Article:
An editorial on the status of American power during its recent engagements in the Middle East.
To be sure, the United States remains the most powerful country in the world. Despite the financial crisis, it still has more real resources to draw on than any other country possesses. Its armed forces have an ability to project power that is unmatched by anyone else.
But power is not what it used to be. Twenty years ago, after our victory against Saddam Hussein, it seemed reasonable to believe our power was irresistible. In the conflicts in the Balkans in the 1990s, we achieved our objectives without a single combat casualty. And initially, the conflicts in Afghanistan and Iraq confirmed the impression of our complete military dominance.
But those impressions were misleading. Our enemies demonstrated an extraordinary ability to recover from their setbacks. They adjusted their tactics, for example, by the introduction of improvised explosive devices.
And they showed an unexpected ability to replace their losses. When the insurgency in Iraq first appeared, President George W. Bush viewed it with contempt. “Bring them on,” he challenged.
American officials appeared to welcome the opportunity to fight our enemies in Iraq. “This is exactly where we want to fight them,” Lieutenant General Ricardo Sanchez, the commander of U.S. coalition ground forces in Iraq, explained in July 2003. “We want to fight them here. We prepared for them.”
They picked up the thrown gauntlet. What followed was the war we thought we had won when President Bush declared the end of major combat operations on May 1, 2003. Unlike the wars of the 1990s, the Iraq war dragged on for years. Even now, as we effectively declare victory while our forces withdraw, we are paying Iraqis to assure that bombs won’t be planted on the roads our troops will use as they leave.
The same thing happened in Afghanistan. The Taliban recovered from an overwhelming defeat to challenge our power. Perhaps even more than the Iraq insurgency, they have shown a remarkable ability to adjust tactically and to replace their losses with new recruits.
And now comes Libya. Qaddafi has withstood NATO bombing for months. The use of ground forces to complement the bombing is unthinkable, for political reasons both domestic and international.
These unexpected responses to our military superiority raise questions about the use of military power. We have an unmatched ability to destroy, but we do not want to destroy. We want the threat of destruction to intimidate our enemies.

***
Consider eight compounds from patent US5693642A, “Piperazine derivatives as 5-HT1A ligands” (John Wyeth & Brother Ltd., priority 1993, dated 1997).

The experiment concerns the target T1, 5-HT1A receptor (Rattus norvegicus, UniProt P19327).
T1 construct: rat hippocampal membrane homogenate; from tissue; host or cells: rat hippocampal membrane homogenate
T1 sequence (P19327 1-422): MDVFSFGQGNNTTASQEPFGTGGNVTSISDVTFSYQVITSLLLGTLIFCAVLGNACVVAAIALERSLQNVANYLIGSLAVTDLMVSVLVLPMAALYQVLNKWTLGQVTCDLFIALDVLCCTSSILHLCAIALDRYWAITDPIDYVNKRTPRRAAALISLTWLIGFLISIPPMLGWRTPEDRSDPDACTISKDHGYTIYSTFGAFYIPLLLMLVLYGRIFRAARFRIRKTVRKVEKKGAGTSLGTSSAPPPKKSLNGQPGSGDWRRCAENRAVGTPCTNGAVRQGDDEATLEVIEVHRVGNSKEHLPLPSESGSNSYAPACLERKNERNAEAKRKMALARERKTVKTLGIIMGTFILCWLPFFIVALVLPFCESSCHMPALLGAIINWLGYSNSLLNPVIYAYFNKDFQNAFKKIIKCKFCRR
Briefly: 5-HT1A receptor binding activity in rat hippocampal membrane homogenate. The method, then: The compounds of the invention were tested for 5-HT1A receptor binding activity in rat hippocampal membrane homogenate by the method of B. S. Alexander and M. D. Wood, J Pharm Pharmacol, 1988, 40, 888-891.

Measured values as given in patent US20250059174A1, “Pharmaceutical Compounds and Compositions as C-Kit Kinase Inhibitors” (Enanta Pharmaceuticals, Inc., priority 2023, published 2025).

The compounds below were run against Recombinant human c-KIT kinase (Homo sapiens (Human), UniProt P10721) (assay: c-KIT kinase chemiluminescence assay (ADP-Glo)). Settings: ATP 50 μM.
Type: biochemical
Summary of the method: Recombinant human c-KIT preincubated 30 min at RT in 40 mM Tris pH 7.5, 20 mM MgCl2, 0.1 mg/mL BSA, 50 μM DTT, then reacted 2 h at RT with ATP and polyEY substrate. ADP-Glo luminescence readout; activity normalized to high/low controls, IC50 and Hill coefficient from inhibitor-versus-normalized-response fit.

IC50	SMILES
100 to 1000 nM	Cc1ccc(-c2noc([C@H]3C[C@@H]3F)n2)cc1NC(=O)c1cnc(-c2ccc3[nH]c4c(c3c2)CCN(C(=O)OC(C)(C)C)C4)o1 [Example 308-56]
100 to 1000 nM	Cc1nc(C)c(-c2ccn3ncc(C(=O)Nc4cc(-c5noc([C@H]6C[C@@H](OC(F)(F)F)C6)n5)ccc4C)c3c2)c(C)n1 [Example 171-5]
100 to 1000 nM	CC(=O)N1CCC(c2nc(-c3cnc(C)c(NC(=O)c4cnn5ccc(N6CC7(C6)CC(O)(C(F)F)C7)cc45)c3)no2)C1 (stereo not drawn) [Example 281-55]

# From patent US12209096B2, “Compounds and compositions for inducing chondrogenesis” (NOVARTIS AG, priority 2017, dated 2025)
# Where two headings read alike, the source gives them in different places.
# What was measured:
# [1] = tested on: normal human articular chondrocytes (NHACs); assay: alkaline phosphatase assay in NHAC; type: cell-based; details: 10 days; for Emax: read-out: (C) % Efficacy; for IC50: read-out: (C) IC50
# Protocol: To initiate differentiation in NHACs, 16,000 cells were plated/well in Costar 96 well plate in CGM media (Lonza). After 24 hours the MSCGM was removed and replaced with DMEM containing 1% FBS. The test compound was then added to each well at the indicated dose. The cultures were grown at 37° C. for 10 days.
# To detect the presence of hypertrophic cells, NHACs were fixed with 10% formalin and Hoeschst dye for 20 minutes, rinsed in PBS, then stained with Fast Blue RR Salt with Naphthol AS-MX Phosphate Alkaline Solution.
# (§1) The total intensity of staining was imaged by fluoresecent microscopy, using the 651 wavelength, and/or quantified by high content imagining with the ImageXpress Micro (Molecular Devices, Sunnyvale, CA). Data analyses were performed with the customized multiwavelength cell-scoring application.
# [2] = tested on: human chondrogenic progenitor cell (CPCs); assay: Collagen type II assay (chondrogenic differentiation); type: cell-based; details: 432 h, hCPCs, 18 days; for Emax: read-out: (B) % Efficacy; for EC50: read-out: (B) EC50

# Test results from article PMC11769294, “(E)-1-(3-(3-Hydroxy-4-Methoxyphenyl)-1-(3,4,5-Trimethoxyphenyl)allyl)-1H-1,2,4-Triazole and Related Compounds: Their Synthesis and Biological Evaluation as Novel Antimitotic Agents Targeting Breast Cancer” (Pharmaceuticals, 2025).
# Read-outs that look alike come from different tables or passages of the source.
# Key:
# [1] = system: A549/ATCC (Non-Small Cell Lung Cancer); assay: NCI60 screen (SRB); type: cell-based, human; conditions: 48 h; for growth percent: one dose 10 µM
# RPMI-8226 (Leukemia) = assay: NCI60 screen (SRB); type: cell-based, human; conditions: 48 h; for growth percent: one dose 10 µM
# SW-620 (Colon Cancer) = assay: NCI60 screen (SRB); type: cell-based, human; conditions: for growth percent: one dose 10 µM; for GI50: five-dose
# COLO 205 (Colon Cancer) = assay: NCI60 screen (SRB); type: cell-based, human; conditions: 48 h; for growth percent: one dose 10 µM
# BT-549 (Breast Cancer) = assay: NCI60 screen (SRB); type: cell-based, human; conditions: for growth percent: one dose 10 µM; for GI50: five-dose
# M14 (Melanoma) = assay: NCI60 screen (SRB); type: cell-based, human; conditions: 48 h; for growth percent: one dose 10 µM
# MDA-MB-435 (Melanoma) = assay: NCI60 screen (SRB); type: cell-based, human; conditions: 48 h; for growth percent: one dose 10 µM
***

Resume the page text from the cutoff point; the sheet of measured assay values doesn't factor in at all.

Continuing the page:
But what if they call our bluff? What if our threats of escalation do not impress?
In World War II, we destroyed cities, but that kind of warfare is now out of the question. The North Vietnamese bet that we would not destroy their cities, and they were right. They further bet that they could outlast us at lower levels of violence, and they were right about that, too.
This should have been obvious, but it is worth emphasizing. When we are fighting on foreign territory, we cannot outlast our enemies unless we are willing to commit enormous forces. Since they live there, they aren’t going anywhere.
Could allies make up the difference? Our experience in Iraq, Afghanistan, and Libya suggests not. If anything, defense cuts forced by the financial crisis will limit them even more in the future.
So that leaves local allies, but to train and equip an effective local force takes time and commitment. Our failure in Vietnam indicates the seriousness such an effort requires. “Know the enemy and know yourself,” Sun Tzu wrote in The Art of War. We violated that rule. We underestimated our enemies. We thought they would be intimidated by our power and were not prepared for their resilience.
But perhaps more importantly, we did not know ourselves. Following our triumph in the Cold War, a class of defense intellectuals emerged claiming that we could use our power to transform the world. Even now, with our military forces fully engaged and our economy in crisis, they argue we should not consider retrenchment or defense cuts.
But the American people are not there: according to a recent Rasmussen poll, seventy-nine percent believe the U.S. spends too much defending other countries. The delusion of hegemony should be put to rest. Americans are focused on domestic issues, understandably given the problems we confront. We are weary of war. Our enemies know it; there is no point bluffing. The days of the superpower are over.
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